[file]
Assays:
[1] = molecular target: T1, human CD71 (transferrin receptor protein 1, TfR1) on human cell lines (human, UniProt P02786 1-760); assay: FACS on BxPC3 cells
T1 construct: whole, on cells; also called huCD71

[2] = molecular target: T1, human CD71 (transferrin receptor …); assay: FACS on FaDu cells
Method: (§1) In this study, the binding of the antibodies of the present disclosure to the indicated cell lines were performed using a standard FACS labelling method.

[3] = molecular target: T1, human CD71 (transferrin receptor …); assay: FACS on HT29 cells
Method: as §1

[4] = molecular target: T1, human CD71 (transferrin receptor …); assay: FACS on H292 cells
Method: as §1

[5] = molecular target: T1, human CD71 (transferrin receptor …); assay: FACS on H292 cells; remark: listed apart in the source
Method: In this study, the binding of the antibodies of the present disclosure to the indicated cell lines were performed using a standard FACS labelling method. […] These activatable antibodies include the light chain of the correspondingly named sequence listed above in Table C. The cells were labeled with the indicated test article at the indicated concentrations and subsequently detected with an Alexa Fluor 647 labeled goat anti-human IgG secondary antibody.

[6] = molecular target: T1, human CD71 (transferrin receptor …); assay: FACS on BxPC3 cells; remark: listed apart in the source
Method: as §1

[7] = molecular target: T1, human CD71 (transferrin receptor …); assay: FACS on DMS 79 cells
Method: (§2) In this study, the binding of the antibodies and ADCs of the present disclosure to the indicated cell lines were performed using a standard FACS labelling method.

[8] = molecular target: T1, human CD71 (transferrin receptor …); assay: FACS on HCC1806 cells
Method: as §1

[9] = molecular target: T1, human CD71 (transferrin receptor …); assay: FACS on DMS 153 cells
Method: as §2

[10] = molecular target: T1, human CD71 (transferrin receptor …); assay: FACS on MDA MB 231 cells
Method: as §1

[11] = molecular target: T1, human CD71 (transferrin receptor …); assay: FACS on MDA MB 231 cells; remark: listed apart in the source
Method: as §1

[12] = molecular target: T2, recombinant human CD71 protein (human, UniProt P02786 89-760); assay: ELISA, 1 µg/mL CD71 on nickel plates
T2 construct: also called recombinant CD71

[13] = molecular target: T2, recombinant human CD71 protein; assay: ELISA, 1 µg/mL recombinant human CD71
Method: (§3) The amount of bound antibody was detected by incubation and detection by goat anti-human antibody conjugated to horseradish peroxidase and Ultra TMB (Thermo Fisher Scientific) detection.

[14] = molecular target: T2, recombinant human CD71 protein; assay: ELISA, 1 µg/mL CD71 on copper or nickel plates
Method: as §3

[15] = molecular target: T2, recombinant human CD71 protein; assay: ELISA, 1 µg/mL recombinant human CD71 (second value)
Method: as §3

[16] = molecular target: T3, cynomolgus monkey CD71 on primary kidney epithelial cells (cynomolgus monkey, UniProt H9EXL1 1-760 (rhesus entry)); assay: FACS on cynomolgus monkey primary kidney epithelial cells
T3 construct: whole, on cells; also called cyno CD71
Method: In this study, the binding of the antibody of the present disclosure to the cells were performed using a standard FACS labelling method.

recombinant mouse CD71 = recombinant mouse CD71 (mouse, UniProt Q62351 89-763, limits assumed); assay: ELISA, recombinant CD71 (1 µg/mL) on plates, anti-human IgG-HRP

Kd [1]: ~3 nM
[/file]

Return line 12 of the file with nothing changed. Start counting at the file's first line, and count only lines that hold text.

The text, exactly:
[6] = molecular target: T1, human CD71 (transferrin receptor …); assay: FACS on BxPC3 cells; remark: listed apart in the source